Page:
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A Declarative Approach for Database Schema Upgrades

Senior Member

This blog post explores the proposed new strategy to simplify the Magento installation and upgrade processes. This new concept will allow a developer to get away from writing updates for each new version in favor of declaring the final result that the developer wants to achieve.


At the moment, in order to change the database schema, extension developers need to write code (PHP script) with the desired operations: renaming columns, adding new CMS pages, etc. Currently Magento 2 has 5 types of scripts:

  1. InstallData and InstallSchema scripts, that are executed on a clean (empty) database;
  2. UpgradeData and UpgradeSchema incremental scripts, that supplement an existing Magento database;
  3. Recurring scripts, that are executed each time you install or upgrade Magento.

For installation, all scripts of all types are executed in a loop, in order of module registration. For upgrades, only scripts that match the module version being upgraded to are executed. This mechanism is used for executing each upgrade script only once. However, the current approach has several disadvantages:

  1. Having different types of scripts makes the system unstable and difficult. It may seem that install scripts are only executed when Magento is installed. However, upgrade scripts can even be executed during a new installation. This can occur when installation script content is frozen on the first release (e.g. 1.0, 2.0) and then changes are added only with upgrade scripts. Developers can easily make the mistake of putting changes into an installation script or old upgrade script instead of creating new one, resulting in the changes being skipped.
  2. Excessive complexity of installation. It is hard to keep in mind the base definition of SQL tables and their modifications  to understand what the final database tables look like. The most complex case is installing Magento Enterprise Edition with the Staging module enabled. In this scenario, Magento removes primary and foreign keys for all staged entities, adds a new column to these entities, and adds new foreign keys. So the final structure is not similar to the base definition. It begs the question: “Why not create a table with right structure once, instead of creating the deprecated table and then modifying it to produce the correct structure?”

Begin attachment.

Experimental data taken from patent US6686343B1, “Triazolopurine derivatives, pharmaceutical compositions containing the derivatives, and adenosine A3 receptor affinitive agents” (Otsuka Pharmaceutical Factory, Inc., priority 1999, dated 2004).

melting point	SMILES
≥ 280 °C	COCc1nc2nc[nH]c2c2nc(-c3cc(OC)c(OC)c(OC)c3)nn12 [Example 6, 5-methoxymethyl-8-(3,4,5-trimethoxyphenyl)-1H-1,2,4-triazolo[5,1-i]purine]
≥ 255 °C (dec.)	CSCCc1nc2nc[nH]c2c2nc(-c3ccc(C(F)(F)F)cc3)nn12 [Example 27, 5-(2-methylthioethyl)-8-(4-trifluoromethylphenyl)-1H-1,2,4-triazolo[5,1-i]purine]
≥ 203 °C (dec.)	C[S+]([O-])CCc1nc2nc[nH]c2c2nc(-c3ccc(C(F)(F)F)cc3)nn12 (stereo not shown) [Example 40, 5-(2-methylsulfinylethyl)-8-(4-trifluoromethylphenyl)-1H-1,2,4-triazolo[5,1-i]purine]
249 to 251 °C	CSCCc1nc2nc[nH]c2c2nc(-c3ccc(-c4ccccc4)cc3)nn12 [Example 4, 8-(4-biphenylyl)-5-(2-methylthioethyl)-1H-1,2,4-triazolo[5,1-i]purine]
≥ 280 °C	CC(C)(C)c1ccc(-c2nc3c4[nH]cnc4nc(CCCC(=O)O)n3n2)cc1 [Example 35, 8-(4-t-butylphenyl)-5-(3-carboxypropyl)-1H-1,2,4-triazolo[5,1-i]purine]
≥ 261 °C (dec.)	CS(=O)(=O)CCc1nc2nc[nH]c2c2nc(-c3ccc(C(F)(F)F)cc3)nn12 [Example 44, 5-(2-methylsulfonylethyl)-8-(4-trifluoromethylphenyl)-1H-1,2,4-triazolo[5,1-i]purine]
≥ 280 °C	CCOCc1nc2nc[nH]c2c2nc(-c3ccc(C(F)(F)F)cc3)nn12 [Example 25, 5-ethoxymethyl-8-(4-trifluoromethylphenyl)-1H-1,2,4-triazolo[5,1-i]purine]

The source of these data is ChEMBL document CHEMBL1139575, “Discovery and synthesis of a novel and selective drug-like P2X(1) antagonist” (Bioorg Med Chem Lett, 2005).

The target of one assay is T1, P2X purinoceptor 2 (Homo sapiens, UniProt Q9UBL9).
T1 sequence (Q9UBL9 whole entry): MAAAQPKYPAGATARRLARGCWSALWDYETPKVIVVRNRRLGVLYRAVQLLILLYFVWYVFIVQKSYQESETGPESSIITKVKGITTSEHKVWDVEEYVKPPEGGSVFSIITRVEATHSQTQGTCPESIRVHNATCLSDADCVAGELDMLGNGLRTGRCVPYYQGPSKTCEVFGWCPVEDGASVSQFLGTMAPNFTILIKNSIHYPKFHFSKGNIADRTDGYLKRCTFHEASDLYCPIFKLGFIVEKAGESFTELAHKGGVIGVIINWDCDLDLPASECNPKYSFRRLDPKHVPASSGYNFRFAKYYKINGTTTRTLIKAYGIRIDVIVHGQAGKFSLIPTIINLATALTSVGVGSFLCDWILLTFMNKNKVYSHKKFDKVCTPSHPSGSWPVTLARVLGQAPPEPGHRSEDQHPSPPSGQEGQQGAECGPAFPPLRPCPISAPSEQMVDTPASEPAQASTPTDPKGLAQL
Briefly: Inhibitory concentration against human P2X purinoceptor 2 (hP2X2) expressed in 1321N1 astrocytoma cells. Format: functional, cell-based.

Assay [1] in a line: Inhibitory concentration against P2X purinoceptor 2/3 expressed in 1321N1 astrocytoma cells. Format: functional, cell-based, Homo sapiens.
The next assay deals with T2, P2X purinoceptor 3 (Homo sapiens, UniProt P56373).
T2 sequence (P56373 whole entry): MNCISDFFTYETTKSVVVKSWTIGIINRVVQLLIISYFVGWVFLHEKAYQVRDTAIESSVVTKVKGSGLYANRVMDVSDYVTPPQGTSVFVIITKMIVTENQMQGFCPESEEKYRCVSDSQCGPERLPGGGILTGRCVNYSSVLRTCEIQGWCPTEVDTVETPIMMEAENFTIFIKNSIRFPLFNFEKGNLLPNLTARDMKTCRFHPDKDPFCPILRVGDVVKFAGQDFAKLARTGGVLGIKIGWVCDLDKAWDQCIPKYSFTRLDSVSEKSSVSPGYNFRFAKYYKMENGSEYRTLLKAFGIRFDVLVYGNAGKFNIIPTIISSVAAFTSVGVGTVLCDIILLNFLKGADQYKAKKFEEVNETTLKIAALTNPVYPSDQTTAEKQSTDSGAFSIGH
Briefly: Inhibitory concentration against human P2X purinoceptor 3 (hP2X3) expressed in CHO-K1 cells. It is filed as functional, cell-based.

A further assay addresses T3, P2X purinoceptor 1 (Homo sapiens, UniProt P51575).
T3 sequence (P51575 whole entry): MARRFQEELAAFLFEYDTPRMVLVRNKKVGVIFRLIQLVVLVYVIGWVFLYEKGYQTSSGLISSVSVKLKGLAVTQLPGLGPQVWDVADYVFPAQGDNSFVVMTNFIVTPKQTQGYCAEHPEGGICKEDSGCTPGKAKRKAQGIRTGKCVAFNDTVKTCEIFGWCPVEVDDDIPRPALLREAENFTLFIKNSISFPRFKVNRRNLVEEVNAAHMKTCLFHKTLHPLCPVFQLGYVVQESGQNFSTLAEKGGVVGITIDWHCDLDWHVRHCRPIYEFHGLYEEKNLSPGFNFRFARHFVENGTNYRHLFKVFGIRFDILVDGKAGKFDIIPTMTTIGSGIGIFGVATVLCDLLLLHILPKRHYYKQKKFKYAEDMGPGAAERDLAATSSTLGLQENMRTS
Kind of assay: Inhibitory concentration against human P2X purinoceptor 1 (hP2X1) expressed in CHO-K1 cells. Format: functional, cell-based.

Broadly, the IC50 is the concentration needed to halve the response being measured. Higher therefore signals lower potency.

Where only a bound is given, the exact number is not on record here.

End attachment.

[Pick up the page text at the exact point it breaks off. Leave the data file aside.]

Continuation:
3. There is no update validation and possible errors cannot be predicted before the installation process. Before installation, developers cannot be sure that all relations between tables exist. They also cannot be sure whether the table has been modified by another extension. For example, Magento has “split database” functionality that allows tables to be separated between databases (shards). If an extension tries to reference the table from a different shard, it will get an error.
  4. With the release of new versions, the size of the UpgradeData and UpgradeSchema scripts grows. This is because sections for new versions must be added to the scripts without removing old sections. The content of upgrade scripts is separated by versions as shown in the following example:
if (version_compare($context->getVersion(), '2.0.2', '<')) {
if (version_compare($context->getVersion(), '2.0.3', '<')) {

This file becomes harder to read as additional versions are added. A better approach is to use database structure declarations, as is done by projects such as Doctrine. Schema files declare what the database structure should be, and Magento determines the differences between the current table structure and what it should be. These differences can be represented with atomic SQL operations. Here is an example of such a declaration:

<table name="catalog_product_entity">
    <field name="entity_id">
        <comment>Entity ID</comment>

In case of updating/installing data, we propose to use a patch system. A Setup Patch is a PHP script that is declared in XML format that performs a single operation (for example, adding a CMS Page  and can be applied only once. In contrast to the current scripts, patches do not have versions and can be identified by their names. Patches will be rolled back when they are absent in the XML entity declaration, and are present in the database. This approach has the following benefits: